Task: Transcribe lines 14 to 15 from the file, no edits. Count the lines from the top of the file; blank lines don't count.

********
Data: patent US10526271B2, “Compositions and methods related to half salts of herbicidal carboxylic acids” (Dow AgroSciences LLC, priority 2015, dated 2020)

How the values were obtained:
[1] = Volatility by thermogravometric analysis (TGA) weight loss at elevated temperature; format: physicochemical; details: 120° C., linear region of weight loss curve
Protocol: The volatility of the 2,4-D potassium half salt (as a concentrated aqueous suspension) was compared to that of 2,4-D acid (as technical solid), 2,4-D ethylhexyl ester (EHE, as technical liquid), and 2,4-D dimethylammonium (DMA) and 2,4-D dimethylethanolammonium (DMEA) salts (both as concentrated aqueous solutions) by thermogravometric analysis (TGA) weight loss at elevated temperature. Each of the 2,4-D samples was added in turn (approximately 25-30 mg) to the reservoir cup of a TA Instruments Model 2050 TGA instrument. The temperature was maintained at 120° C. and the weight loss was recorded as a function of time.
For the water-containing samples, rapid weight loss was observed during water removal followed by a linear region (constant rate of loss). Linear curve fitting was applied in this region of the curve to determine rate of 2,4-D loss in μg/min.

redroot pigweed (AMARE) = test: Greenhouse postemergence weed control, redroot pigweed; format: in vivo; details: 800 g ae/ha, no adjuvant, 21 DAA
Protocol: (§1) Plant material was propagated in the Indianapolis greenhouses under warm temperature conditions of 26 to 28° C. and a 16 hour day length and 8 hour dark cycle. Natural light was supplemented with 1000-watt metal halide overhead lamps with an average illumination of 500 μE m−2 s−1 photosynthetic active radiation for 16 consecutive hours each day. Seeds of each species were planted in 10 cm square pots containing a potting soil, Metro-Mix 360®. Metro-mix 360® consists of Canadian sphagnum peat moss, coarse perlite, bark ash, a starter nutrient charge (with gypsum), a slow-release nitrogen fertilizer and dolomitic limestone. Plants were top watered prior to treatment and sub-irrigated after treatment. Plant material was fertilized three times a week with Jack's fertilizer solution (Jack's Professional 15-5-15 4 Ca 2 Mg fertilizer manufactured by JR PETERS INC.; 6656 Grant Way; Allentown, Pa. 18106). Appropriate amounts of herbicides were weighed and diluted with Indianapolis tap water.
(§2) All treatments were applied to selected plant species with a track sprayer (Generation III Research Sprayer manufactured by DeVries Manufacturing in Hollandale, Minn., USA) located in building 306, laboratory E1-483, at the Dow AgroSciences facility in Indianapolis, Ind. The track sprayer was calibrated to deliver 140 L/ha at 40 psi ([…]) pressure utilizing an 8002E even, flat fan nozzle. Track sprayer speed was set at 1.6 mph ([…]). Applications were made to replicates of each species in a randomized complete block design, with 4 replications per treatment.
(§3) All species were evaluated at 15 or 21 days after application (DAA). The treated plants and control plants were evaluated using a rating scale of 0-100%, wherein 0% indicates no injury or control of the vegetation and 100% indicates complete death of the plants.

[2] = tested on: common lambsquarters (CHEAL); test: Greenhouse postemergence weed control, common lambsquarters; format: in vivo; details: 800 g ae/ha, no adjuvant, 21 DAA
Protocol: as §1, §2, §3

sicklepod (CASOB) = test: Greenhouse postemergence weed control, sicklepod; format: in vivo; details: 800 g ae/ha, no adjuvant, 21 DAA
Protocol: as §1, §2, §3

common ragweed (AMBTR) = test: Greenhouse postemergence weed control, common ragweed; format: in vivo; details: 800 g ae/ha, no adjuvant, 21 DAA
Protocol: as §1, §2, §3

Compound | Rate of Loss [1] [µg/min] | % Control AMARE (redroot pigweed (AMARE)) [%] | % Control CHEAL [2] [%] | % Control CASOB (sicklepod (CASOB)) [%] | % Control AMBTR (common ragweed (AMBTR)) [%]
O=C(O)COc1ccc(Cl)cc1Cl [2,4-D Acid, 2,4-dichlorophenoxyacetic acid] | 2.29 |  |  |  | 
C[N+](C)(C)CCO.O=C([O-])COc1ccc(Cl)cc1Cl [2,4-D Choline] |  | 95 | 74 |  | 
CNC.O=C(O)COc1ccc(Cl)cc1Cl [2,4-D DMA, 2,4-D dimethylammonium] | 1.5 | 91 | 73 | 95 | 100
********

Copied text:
common ragweed (AMBTR) = test: Greenhouse postemergence weed control, common ragweed; format: in vivo; details: 800 g ae/ha, no adjuvant, 21 DAA
Protocol: as §1, §2, §3